Re: Scratchbuild Project - Sperry Detector Car in N Scale
« Reply #14 on: April 07, 2024, 11:27:49 PM »
+1
Carbody Sides (cont.)

After the cab door on the left side comes a large panel measuring 4'-3" in width which appears to be hinged at its trailing edge, likely for access to the motor compartment when components have to be serviced or swapped in/out.  The panel has four sets of louvers for ventilation which stand proud of the panel side.  I need to install the four sets of louvers with material on either side, in between and above and below.

First up is a piece of #120 .020" x .020" which goes in adjacent to the door post for the cab door.  Squares are used to ensure an alignment perfectly perpendicular to the carbody side:




The louvers measure 18" wide x 24" high and I need four of them.  I cut them from #4031 clapboard siding which does a decent job of replicating louvers.  This material is .040" thick so it will stand proud of the carbody side about .020" which is about right.  I cut a long strip of this material 18 scale inches wide:




I then cut this strip into 24 scale inch high pieces, which works out to five louvers.  The louvers were used to align the #17 blade for a square chop:




There are several strips of .020" x .030", .020" x .040", .020" x .060" and .020" x .080" which extend across the width of both pairs of louvers plus the separator in between.  These all need to be cut to the correct and same length.  I began by lining them up along a ruler and cutting one end square:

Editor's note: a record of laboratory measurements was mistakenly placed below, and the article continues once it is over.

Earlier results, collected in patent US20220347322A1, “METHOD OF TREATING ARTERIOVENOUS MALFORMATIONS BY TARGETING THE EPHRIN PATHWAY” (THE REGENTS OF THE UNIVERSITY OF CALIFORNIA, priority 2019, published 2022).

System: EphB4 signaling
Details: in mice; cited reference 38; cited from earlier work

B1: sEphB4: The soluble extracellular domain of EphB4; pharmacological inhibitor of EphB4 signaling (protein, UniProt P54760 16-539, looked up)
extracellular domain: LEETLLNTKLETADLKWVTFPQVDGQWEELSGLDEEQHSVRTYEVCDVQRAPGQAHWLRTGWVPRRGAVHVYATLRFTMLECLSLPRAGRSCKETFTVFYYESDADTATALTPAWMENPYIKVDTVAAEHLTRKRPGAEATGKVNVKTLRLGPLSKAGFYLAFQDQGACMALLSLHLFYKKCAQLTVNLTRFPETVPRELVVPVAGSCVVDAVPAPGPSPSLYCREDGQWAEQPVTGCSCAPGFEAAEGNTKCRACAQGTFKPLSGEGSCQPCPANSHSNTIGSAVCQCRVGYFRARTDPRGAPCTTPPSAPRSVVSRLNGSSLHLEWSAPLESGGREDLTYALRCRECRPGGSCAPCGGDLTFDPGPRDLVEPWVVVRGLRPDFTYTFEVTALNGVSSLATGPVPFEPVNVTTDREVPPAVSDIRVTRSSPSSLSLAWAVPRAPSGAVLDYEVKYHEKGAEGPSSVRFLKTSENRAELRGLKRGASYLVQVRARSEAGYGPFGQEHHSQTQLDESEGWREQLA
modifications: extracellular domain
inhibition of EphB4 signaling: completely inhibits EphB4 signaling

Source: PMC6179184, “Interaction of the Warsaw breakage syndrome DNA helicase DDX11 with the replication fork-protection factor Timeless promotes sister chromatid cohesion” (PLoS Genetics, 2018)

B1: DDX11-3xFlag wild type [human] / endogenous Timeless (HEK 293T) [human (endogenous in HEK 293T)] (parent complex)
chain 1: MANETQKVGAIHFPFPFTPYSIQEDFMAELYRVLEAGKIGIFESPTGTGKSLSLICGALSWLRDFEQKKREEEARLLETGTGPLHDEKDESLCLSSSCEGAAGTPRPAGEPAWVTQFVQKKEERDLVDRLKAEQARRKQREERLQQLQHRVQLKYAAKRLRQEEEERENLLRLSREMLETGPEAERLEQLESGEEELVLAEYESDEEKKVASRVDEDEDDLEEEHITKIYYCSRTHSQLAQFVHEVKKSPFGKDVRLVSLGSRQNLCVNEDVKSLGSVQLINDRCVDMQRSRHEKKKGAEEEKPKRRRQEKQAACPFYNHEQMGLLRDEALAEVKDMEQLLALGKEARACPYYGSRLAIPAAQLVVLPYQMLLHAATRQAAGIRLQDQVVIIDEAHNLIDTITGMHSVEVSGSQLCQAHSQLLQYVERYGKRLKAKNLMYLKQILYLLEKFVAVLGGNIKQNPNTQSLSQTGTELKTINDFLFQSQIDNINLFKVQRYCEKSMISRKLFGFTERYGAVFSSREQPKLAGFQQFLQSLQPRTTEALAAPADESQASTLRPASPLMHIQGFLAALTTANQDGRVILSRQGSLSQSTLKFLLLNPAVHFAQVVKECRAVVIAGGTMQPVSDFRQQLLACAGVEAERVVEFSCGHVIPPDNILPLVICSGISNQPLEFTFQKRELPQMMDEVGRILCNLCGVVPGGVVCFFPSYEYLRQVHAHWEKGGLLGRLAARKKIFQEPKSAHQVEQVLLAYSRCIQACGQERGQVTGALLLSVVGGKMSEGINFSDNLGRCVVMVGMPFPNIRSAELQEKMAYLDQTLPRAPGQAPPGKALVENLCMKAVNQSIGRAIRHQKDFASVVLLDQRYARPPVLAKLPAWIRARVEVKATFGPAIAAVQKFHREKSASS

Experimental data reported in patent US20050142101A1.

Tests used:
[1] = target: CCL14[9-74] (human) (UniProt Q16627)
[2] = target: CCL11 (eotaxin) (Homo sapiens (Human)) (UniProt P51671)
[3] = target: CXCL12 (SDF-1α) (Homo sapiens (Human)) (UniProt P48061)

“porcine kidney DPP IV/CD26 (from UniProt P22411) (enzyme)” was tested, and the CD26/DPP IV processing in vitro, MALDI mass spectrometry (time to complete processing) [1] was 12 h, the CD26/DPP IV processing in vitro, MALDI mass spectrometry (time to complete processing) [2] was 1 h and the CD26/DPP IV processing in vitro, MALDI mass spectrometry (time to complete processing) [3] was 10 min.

I then turned them around and butted them up against a steel square, and used the louvers and their separator to get the correct distance between the square and the cutting blade:




The pieces above were installed, again using a square for alignment.  We are looking at the work upside down here:




The first pair of louvers went in, followed by the horizontal and vertical separator:




They were followed by the second pair of louvers and their horizontal separator:




The pieces across the bottom were installed next, and finally the vertical piece to the right of the louvers (again we are upside down here):




This is the finished panel, which turned out fairly well.  It will get hinges at some point:




I will get to the right side of the motor compartment next.


Tim
T. Horton
North Vancouver, B.C.
BCR Dawson Creek Subdivision in N Scale
www.bcrdawsonsub.ca
https://www.youtube.com/channel/UC3MbxkZkx7zApSYCHqu2IYQ